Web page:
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Start-ups are a house of exceptional and innovative ideas which require much more to be monetized.

Monetisation needs bring strategies for funding to the forefront. Investors, who will likely invest in your idea may expect different things from their investment, but most will ask for a detailed plan of business or sureties. Either case, requires organizing your business through agreements and other essential documents which lead to good capital generation. Some indicators on documents required for funding your business, in this article.


A process through which a business raises money, to fund its expansion and operations needs. As a business owner, raising capital will be one of the core challenges you will have to overcome.

Start-ups face an impending need to raise capital as cash flow remains a challenge for a new business. External source funding has some nuances which have to be mastered.

Capital raising is also the next important phase where it is important to involve legal contribution to the documents you will use to negotiate with third parties for investment and offering share in the equity pie. 


The funding typically has 2 categories:

Debt financing operates as a loan borrowed by your business with interest rate and repayment schedules. Failure to repay have different forms of amortization instruments which the lender may hold, including taking over part/ whole of the business. The Insolvency Laws in India, have offered significant powers to lenders in terms of recovery and restructured recovery through asset reallocation. For reason as these, a Start-Up rarely should opt for the debt route as its first preference to raise capital.

Equity financing, definitely the more challenging route, but brings in the promise of making the business truly “Unicornish”. If as a owner, you achieve this, it will mean you have secured the power of capital to back your business, offer mentorship and above believe in you to make money and let the investor have some too. This is the level when as a small business you will start looking at investors/shareholders on the same table as you.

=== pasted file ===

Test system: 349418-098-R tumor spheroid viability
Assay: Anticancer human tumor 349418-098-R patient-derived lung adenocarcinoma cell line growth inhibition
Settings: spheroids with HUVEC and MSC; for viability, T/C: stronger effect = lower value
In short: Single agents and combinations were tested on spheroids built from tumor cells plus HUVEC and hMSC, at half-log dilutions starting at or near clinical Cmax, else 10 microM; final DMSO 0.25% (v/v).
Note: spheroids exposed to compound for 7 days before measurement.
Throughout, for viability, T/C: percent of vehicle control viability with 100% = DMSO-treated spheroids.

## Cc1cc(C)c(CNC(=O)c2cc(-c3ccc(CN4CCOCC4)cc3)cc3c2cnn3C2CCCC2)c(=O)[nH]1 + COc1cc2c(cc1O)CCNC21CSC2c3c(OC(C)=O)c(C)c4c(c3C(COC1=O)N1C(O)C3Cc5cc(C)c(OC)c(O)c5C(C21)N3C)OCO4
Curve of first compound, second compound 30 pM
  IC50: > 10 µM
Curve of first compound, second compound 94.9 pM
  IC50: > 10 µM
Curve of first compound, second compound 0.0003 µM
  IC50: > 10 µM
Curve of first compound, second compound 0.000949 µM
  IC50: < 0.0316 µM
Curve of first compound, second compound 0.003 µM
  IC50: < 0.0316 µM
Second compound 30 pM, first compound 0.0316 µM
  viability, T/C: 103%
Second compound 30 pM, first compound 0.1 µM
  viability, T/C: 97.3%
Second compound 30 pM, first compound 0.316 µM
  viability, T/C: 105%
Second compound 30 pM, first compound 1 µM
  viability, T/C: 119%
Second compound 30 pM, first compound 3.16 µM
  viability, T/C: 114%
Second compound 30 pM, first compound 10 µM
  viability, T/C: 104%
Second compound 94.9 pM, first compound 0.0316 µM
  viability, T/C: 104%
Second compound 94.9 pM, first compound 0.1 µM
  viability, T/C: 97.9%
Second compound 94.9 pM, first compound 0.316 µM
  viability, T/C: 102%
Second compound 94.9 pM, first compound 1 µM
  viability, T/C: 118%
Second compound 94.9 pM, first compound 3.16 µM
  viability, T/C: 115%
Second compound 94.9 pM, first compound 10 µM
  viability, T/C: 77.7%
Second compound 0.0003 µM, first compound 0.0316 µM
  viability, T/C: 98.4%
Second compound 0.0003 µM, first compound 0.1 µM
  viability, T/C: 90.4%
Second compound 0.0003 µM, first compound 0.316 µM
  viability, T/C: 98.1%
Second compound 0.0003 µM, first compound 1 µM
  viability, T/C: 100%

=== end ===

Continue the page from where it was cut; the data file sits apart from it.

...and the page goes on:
None of this is possible efficiently, unless you have started looking at some essential legal documents:

  1. Term-Sheet -It is probably the first a non-binding legal document you will sign as a business owner, outlining the basic terms and standards of an investment. It serves as an easy-to-understand document and lawyers use this to convert the intent into more legally enforceable contracts. There is typically a small time frame to exit the deal without incurring liability in Term-Sheets.
  2. Investment Agreement – This, sometimes doubles up as Investment and Shareholders Agreement. Even as an Investment document it will essentially record the business exchange of investment for purchase of equity. At a high level, it outlines the rights and responsibilities of the investors and applies restrictions on their powers in exchange for the investment being made.
  3. Business Loan Agreement –Some investments, like may be Banks or financial institutions for MSME prefer the returns in the form of interest as opposed to share in profit. This reduces the risk for the lending entities and to a degree keeps the business owners vigilant to return.
  4. Shareholders Agreement – This is the most important document which controls the relationship between the shareholders, if you have reached this document then it means the investor is a shareholder. This will be the document controlling you’re the operation and management of the business with details of protecting your business for you and minority shareholders rights.
  5. Subscription Agreement –It is an application by investor to join a limited partnership. The importance and use of this is determined based on needs of the company, industry, company size, etc. It includes details of the transaction, the number of shares being sold, price per share and Confidentiality terms.
  6. Asset Purchase Agreement – Not really used by Start-Ups (as the asset base may not be too high as a start-up), but deals where assets are being acquired, including fixed assets like buildings, plant and machinery and intangible assets such as intellectual property rights or the goodwill, this document makes those possible.    
  7. Share Purchase Agreement – The document governing purchase of equity in your business. Upon execution of this, the investor is now officially on your Capital Table/ Cap Table.


A start-up can demonstrate its commitment by having legal documents in place for even its existing Shareholders and keeping the Cap Table simple. This assures the potential of a smooth investment and ignites the interest of the investor in the correct direction.

A start-up, once decides to go for seed funding from different investors, it will have to consider the legal documents which pave the way to a successful investment. This also is the first opportunity to get acquainted to the legal documents essential to take your business to the next level.

This is only for informational purposes. Nothing contained herein is, purports to be, or is intended as legal advice and you should seek legal advice before you act on any information or view expressed herein. Endeavoured to accurately reflect the subject matter of this alert, without any representation or warranty, express or implied, in any manner whatsoever in connection with the contents of this. This isn’t an attempt to solicit business in any manner.

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